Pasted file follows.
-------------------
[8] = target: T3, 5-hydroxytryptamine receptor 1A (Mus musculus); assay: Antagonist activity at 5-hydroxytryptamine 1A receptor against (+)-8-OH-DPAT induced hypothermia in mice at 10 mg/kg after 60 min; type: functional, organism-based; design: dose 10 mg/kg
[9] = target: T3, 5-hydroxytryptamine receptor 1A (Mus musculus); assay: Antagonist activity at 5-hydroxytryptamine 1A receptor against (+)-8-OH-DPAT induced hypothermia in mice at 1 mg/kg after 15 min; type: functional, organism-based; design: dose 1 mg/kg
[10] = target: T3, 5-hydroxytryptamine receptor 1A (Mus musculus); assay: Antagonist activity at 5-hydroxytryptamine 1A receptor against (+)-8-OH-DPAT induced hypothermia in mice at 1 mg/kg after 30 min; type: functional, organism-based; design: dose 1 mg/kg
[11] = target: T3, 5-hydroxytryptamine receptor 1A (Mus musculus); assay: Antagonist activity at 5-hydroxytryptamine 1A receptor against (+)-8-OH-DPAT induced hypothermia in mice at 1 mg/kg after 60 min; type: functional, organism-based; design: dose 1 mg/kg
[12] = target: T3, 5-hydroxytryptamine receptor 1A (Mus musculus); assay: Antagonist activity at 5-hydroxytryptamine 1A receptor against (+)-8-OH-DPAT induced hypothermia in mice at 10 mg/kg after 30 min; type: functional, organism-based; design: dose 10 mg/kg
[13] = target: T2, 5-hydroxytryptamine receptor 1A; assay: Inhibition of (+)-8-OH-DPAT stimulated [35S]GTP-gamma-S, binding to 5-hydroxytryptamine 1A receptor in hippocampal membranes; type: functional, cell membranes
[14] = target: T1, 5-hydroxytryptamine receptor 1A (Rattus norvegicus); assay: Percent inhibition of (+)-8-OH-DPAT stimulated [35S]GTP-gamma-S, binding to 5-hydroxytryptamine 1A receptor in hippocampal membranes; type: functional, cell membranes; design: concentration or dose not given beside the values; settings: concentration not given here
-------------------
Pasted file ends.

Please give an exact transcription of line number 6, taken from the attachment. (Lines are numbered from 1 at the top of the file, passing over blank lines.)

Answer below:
[13] = target: T2, 5-hydroxytryptamine receptor 1A; assay: Inhibition of (+)-8-OH-DPAT stimulated [35S]GTP-gamma-S, binding to 5-hydroxytryptamine 1A receptor in hippocampal membranes; type: functional, cell membranes